According to the American Heritage Dictionary, miniature golf is a novelty version of golf played with a putter and golf ball on a miniature course and featuring obstacles such as alleys, bridges, and tunnels.
Garnet Carter was the first person to patent a game of miniature golf which he called “Tom Thumb Golf” in 1927. However, there were a few earlier unpatented versions of miniature golf type games. For example, in 1916, James Barber of Pinehurst, North Carolina had a miniature golf course on his estate called the Thistle Du. There were also patented processes that related to the game.
Garnet Carter built his miniature golf course on Lookout Mountain in Tennessee to draw traffic to the hotel he owned. His wife, Frieda Carter did most of the designing of the course’s obstacles which had a fairyland theme.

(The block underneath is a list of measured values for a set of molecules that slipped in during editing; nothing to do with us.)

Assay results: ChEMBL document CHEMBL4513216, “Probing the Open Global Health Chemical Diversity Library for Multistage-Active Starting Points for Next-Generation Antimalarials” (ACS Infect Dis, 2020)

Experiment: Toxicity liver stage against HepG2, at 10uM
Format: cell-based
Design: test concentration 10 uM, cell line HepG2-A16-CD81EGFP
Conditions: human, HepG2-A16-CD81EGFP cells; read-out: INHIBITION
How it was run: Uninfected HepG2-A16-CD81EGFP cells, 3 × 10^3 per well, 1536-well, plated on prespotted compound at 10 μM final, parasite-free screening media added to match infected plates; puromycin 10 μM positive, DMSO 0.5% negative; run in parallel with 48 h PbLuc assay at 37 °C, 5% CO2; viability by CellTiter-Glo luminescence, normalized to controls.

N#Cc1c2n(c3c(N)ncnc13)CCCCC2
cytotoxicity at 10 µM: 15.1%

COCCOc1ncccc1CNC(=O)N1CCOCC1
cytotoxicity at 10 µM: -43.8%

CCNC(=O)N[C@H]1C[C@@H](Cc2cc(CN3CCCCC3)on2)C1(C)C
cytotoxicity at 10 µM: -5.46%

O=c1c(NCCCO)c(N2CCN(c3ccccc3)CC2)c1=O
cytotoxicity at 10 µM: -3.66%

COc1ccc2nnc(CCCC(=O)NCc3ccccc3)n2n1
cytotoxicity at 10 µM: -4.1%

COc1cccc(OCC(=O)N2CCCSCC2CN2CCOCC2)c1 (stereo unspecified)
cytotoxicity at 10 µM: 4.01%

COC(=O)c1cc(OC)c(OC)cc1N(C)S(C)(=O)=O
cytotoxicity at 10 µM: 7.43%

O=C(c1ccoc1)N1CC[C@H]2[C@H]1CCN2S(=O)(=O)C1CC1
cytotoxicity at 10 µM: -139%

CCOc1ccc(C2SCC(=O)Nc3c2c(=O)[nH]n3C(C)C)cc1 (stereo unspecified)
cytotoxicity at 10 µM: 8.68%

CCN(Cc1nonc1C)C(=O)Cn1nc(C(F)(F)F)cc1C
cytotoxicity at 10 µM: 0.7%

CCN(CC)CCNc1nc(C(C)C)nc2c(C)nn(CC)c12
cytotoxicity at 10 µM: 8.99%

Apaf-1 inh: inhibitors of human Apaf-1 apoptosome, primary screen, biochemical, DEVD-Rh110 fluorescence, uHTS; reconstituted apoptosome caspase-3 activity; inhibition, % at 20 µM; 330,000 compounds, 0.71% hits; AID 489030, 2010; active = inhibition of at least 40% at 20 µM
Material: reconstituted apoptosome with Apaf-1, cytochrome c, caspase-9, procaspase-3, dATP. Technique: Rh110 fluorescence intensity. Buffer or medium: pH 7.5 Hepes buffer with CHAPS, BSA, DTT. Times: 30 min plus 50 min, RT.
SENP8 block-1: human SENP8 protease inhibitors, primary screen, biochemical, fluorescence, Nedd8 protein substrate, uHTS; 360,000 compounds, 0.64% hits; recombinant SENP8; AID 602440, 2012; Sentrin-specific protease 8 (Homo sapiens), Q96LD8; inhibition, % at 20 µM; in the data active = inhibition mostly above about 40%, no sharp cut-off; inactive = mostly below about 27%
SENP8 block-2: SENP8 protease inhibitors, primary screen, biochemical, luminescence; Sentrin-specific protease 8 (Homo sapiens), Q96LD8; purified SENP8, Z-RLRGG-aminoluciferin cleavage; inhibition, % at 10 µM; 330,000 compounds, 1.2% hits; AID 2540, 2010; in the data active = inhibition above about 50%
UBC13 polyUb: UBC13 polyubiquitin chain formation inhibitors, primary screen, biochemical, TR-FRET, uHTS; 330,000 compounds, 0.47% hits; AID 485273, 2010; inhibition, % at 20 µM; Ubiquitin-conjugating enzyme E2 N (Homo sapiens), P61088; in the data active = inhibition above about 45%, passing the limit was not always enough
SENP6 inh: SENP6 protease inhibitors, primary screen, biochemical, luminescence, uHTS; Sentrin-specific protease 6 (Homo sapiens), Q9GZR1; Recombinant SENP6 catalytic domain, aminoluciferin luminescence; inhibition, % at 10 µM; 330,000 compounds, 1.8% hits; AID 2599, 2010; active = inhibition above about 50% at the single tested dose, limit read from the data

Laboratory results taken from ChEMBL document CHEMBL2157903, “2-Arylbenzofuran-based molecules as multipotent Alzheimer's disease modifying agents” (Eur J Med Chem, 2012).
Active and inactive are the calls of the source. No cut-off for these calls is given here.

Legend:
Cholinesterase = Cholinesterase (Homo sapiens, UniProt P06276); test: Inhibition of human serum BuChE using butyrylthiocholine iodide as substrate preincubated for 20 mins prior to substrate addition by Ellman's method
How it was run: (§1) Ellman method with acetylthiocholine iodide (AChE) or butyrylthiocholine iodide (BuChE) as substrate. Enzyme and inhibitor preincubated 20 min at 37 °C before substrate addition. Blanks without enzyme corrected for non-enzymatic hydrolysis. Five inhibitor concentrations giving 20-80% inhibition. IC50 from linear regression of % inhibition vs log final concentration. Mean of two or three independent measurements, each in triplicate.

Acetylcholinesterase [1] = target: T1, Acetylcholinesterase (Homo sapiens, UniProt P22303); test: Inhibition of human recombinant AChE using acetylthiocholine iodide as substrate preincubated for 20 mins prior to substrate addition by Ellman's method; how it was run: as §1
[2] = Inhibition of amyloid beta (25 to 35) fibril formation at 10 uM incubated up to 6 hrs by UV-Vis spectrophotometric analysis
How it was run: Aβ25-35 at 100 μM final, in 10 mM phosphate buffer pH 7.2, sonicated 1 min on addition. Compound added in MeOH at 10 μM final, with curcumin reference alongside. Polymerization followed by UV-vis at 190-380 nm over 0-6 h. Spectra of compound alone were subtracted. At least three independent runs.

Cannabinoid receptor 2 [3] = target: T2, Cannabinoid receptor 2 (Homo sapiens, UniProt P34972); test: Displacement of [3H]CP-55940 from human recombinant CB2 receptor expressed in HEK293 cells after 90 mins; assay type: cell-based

Patented Cottonseed Hull Surface
In 1922, Englishmen, Thomas McCulloch Fairborn who was living in Tlahualilo, Mexico built a miniature golf course with a surface made from crushed cottonseed hulls mixed with oil, dyed green, and rolled on top of a sand foundation. Fairborn also founded a company called the Miniature Golf Courses of America Inc. Fairborn patented his method of making a playing surface, which was an inexpensive method.
In 1926, Drake Delanoy and John Ledbetter built New York City’s first outdoor miniature golf course on top of a skyscraper. Delanoy and Ledbetter copied Thomas Fairborn’s process of using crushed cottonseed hulls, and infringed upon Fairborn’s patent. Eventually, a financial arrangement was arrived at between Delanoy and Ledbetter and Fairborn that let the cottonseed hull process be used over 150 roof top miniature courses in New York City.
Garnet Carter also had to pay a royalty to Fairborn since he used the cottonseed hull surface on his miniature golf course. Carter founded the Fairyland Manufacturing Corporation, which by 1930 manufactured and sold over 3000 of his Tom Thumb miniature golf course franchises.